Archive | Localization

Localization (often called “Re-Localization”) is the idea is that returning to traditional model of neighborhoods, towns and cities that are largely self-sufficient will make us all far better able to deal with future threats. The movement has roots in economics, political science, biology, philosophy and more – – from Robert Putnam’s landmark book Bowling Alone . . to the organic agriculture movement . . . to the environmental costs of importing our wine from New Zealand, our flowers from Colombia, our cheese from Italy and just about everything else from China. Join the debate.

1,000,000 lb of Carbon Saved at Home!

Late flash: Resilient Neighborhoods was just the subject of a feature story in the Pacific Sun. Read it Here

Resilient Neighborhoods is program to create local neighborhood groups of 5 to 7 households (called “Eco Teams”) that conduct a formal program to significantly reduce their carbon emissions and increase their emergency preparedness. The program is jointly sponsored by Sustainable Marin, The City of San Rafael, Energy Upgrade California and the Green MBA Program at Dominican University. To date, the program has been conducted on a pilot basis with 15 Eco-Teams from Sausalito to Fairfax. Resilient Neighborhoods recently announced that just this pilot program has reduced emissions by over 1 million pounds.

The key takeaway from this pilot phase is that learning from each other and mutual reinforcement led families to undertake carbon-reduction measures they would have been reluctant to try on their own.  An even more important payoff reported by everyone was getting to know their neighbors better, which is, of course, the cornerstone of localization,

Find out more at the Resilient Neighborhoods website.

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“Organic Traitors” on Prop 37

“Don’t get mad.  Get Even!”

If you were crushed by the defeat of Proposition 37, the GMO Labeling Initiative, don’t give up.  Vote with your dollars.

There’s a fast-growing movement to loudly, visibly boycott the big food corporations that spent so heavily to defeat 37. These companies own well-known organic brands, but still they poured millions into defeating 37 so they wouldn’t have to tell people what’s in their conventional brands.

On the other side of the coin were the organic good guys: much smaller food companies who spent all they could afford to try to pass 37.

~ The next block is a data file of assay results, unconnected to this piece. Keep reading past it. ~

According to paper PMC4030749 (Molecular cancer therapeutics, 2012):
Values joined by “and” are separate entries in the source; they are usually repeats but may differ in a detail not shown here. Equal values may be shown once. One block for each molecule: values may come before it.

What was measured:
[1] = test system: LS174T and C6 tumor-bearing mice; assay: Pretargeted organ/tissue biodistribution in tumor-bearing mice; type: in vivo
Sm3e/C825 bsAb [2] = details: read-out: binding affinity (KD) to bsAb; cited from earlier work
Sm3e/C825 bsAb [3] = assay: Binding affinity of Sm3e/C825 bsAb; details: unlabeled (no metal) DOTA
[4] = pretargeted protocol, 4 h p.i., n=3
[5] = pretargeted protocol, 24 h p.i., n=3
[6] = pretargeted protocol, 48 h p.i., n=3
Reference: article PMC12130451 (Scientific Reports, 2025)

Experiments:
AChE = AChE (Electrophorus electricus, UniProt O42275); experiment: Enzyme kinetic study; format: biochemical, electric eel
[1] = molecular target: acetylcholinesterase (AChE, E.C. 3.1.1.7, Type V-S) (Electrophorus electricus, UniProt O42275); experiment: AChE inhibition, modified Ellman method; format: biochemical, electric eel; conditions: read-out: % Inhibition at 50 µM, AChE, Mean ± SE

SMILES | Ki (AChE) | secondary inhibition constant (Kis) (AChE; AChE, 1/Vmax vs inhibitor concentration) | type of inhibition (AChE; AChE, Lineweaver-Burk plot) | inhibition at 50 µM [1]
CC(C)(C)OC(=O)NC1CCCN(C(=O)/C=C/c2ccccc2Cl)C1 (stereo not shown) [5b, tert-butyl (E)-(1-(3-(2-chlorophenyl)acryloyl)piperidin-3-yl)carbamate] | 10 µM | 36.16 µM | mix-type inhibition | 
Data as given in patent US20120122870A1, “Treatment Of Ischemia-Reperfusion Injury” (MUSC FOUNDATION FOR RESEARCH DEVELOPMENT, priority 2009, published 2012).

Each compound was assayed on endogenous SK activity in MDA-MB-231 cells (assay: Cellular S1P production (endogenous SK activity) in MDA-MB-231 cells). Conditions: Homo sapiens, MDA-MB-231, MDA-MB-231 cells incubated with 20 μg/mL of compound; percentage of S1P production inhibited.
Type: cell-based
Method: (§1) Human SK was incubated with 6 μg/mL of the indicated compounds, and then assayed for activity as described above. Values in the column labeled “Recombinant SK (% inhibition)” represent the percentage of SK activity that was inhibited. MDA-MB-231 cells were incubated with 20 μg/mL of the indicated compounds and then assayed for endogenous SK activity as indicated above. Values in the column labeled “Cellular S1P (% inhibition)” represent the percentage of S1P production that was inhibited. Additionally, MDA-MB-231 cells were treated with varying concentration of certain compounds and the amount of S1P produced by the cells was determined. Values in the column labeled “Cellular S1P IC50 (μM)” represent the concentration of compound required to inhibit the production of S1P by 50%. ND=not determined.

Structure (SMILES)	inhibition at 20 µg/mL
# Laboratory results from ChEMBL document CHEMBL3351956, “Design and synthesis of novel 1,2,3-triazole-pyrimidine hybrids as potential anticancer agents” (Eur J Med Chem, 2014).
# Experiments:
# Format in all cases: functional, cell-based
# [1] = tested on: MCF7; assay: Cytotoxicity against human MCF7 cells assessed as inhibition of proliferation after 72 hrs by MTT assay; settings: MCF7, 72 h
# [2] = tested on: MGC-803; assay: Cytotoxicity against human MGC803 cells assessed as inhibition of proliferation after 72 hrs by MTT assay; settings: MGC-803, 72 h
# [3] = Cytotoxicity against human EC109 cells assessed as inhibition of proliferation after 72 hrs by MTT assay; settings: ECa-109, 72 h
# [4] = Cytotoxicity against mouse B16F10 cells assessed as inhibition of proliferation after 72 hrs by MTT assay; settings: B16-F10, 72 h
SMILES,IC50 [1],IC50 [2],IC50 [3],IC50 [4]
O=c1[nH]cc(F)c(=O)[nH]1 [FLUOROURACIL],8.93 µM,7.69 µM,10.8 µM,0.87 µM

There are some real choices to be made here. For example, popular organic brands like Muir Glen, Odwalla, Silk  and Kashi are owned by companies that spent big bucks to defeat Prop 37. But, brands like Nature’s Own, Lundberg Farms, Amy’s and Cliff Bars, were on our side. (Of course the biggest spenders of all against 37 were chemical companies like Monsanto, Bayer, Dupont, etc., and there are no good guys in that business.)

A lot of media-savvy “stars” of the food world, like Michael Pollen, are getting out in front on this, so the impact can be real.

Here are two great resources:

  1. A poster from the Cornucopia Institute that spells out graphically who was on which side in this fight and how much they spent.  Download it here, then put it on your fridge and use it when you make your shopping list.
  2. The newsletter of the Organic Consumers Association which pulls together a lot of information on how the boycott is shaping up and has links out to more resources for the fight.
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Ten Reasons to Buy Locally

The following list, from the organization Sustainable South Sound in Olympia WA, succinctly summarizes a lot of important economic and political concepts.

BUY LOCAL! To – – –

1. Strengthen local economy: Studies have shown that buying from an independent, locally owned business, significantly raises the number of times your money is used to make purchases from other local businesses, service providers and farms—continuing to strengthen the economic base of the community.

2. Increase jobs: Small local businesses are the largest employer nationally in the United States of America.

3. Encourage local prosperity: A growing body of economic research shows that in an increasingly homogenized world, entrepreneurs and skilled workers are more likely to invest and settle in communities that preserve their one-of-a-kind businesses and distinctive character. Continue Reading →

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